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PHR/SPHR: Professional in Human Resources Certification Study Guide

by Sandra M Reed and Anne M. Bogardus
The Professional in Human Resources (PHR) and Senior Professional in Human Resources (SPHR) exams from the Human Resources Certification Institute (HRCI) reflect the evolving industry standards for determining competence in the field of HR. Serving as an ideal resource for HR professionals who are seeking to validate their skills and knowledge.
This new edition is must-have preparation for those looking to take the PHR or SPHR certification exams in order to strengthen their resume.
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PHR Study Guide 2017

PHR Study Guide 2017: PHR Certification Test Prep and Practice Questions for the Professional in Human Resources Exam

Think all PHRŪ/SPHRŪ study guides are the same? Think again! With easy to understand lessons and practice test questions designed to maximize your score, you'll be ready.
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The Future of Human Resource Management

The Future of Human Resource Management: 64 Thought Leaders Explore the Critical HR Issues of Today and Tomorrow

Edited by Mike Losey, Dave Ulrich, Sue Meisinger
  The follow-up to the bestselling Tomorrow's HR Management, this book presents an international panel of expert contributors who offer their views on the state of HR and what to expect in the future. Topics covered include HR as a decision science, understanding and managing people, creating and adapting organizational culture, the effects of globalization, collaborative ventures, and investing in the next generation. Like its bestselling predecessor before it, The Future of Human Resource Management offers the very best thinking on the future of HR from the most respected leaders in the field.
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Diversity Training Doesn't Work

September 14 2006 - A new study shows that diversity training programs have failed to eliminate bias and increase the number of minorities in management, despite the fact that many corporations have spent increasing amounts of money on this area.

In a paper to be published in the American Sociological Review, Frank Dobbin, professor of sociology in Harvard University's Faculty of Arts and Sciences, Alexandra Kalev of the University of California, Berkeley, and Erin Kelly of the University of Minnesota conclude that such efforts to mitigate managerial bias ultimately fail. In contrast, programmes that establish responsibility for diversity, such as equal opportunity staff positions or diversity task forces, have proved more effective.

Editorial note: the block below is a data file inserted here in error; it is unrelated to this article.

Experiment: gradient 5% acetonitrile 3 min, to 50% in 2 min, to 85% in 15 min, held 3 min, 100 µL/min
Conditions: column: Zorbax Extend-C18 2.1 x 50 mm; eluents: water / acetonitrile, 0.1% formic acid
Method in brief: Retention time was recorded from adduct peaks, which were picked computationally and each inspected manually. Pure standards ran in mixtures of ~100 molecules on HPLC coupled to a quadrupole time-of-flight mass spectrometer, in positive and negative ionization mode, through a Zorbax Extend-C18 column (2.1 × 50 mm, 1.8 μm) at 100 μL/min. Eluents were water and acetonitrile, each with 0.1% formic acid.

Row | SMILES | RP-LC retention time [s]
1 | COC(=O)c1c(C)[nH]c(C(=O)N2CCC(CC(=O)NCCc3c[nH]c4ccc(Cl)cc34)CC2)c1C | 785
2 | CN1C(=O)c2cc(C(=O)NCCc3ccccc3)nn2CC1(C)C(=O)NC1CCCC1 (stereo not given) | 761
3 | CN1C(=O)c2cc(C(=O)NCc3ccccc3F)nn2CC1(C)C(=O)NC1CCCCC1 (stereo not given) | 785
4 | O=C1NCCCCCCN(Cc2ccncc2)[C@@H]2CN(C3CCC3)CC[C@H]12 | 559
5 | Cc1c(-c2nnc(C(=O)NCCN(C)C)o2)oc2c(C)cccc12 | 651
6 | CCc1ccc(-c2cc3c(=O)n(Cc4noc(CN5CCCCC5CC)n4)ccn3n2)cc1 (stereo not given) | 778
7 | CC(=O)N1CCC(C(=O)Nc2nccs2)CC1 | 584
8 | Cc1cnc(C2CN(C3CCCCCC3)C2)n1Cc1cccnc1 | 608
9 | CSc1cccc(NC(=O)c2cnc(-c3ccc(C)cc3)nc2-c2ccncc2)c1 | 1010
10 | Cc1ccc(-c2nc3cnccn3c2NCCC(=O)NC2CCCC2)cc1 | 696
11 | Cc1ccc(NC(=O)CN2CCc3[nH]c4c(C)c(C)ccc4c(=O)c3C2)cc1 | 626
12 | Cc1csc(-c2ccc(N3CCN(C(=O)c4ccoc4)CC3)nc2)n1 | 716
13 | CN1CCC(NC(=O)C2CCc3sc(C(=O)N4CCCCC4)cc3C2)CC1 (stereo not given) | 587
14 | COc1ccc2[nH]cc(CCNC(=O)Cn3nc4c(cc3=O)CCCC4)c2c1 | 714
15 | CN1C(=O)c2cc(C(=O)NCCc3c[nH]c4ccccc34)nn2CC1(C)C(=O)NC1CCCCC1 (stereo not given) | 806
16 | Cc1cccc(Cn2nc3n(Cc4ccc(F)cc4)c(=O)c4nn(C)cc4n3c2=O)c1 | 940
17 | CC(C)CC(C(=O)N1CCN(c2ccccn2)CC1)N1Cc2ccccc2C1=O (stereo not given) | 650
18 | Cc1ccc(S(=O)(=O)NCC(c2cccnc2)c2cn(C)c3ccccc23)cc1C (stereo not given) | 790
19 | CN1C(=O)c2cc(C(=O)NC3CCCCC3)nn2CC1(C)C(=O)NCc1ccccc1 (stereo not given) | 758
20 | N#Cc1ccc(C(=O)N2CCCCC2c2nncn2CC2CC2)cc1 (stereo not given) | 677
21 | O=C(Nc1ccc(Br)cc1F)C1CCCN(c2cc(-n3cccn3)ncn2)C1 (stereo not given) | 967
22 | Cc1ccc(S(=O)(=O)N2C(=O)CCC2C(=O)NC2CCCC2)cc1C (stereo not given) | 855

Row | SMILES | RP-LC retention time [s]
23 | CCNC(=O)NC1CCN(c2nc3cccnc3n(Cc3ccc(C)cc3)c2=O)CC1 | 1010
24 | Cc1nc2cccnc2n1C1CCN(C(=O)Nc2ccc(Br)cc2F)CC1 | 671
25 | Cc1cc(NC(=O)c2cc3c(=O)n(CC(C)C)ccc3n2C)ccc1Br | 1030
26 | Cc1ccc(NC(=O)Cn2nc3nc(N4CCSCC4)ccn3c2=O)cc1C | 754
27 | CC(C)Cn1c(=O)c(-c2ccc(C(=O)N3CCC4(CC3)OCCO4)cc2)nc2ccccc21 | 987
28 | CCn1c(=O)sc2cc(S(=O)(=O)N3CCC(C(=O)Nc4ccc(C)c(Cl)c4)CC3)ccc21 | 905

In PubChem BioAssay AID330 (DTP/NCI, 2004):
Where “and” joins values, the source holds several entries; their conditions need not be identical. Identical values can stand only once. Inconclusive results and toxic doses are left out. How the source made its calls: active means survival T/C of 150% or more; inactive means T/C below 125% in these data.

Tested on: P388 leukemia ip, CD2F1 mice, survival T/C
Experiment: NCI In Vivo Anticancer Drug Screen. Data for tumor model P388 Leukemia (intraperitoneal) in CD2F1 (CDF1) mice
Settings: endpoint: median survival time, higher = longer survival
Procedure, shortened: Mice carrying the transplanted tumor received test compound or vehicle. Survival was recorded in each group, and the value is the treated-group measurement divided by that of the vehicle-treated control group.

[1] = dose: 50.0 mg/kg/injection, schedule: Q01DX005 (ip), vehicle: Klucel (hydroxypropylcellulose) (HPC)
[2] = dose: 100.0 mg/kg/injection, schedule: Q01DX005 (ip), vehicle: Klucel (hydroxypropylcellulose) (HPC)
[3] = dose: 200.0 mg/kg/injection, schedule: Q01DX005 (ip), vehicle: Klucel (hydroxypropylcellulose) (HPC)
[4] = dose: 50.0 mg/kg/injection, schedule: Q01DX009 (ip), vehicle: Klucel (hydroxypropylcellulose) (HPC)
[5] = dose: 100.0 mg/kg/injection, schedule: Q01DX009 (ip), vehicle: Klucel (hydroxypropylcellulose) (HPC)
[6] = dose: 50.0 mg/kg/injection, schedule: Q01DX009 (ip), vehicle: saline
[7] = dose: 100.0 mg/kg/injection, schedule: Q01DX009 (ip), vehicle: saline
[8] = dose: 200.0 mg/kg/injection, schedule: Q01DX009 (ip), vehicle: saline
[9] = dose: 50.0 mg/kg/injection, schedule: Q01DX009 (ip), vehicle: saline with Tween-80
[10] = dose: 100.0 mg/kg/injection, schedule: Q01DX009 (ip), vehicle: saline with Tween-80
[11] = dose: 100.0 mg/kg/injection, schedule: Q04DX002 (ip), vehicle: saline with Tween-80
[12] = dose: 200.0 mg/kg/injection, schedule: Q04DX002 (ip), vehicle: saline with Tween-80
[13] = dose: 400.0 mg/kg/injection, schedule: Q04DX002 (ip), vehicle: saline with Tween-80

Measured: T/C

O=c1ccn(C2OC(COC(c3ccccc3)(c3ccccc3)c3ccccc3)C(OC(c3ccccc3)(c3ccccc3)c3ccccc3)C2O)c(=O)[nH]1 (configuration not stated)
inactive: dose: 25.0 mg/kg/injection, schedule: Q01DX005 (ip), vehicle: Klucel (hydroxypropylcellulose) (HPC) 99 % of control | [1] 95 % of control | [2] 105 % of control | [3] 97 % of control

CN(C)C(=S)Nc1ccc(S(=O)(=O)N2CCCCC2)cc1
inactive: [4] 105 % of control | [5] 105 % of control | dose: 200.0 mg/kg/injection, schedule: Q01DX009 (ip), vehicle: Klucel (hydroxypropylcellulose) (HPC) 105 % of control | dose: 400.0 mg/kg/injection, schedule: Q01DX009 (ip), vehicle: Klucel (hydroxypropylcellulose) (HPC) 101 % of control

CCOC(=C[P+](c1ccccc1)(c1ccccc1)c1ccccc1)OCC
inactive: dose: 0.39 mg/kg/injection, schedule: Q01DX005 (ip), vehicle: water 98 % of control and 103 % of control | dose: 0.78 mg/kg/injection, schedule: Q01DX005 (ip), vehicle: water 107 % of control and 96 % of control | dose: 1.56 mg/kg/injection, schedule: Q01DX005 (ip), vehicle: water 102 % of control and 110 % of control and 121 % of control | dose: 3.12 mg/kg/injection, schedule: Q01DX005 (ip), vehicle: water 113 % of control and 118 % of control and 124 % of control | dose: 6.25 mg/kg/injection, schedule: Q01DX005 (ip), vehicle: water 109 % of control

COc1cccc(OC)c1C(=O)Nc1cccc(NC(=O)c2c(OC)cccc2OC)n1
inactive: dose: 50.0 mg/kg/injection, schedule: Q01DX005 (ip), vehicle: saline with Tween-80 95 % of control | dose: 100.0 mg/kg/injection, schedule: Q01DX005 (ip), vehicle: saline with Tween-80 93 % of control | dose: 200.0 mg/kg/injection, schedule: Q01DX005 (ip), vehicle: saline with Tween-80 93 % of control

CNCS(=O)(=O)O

Frank Dobbin said:

"For the past 40 years companies have tried to increase diversity, spending millions of dollars a year on any number of programs without actually stopping to determine whether or not their efforts have been worth it. Certainly in the case of diversity training, the answer is no. The only truly effective way to increase the presence of minorities and women in managerial positions is through programs that create organizational responsibility. If no one is specifically charged with the task of increasing diversity, then the buck inevitably gets passed ad infinitum. To increase diversity, executives must treat it like any other business goal."

This study is described as the first to examine the efficacy of diversity programmes based on the actual change in minority representation in management positions. The authors examined reports submitted to the Equal Employment Opportunity Commission by private sector establishments and conducted a sample survey on the history of diversity programmes within the companies concerned.

These were categorized into three groups: organizational responsibility programmes such as task forces or staff positions; managerial bias programmes such as diversity training; and programmes that created networking or mentoring opportunities.

The data showed that organizational responsibility programmes were the most effective. Diversity task forces yielded the greatest results, increasing the proportion of white women in management positions by 14 per cent, black women by 30 per cent, and black men by 10 per cent.

The study found that diversity training aimed at reducing managerial bias may actually increase it. Programmes in this group were followed by a 6 per cent decline in the proportion of black women in management. White women benefited modestly with a 6 per cent increase. Social networking improved representation of white women, but lowered that of black men. Mentoring programs showed a strong positive effect for black women. Across the board, diversity programmes benefited white women the most, followed by black women, with black men benefiting the least.

Frank Dobbin commented:

"Although the likelihood of minorities holding management positions has increased, the raw percentages of minorities in management remain quite low."

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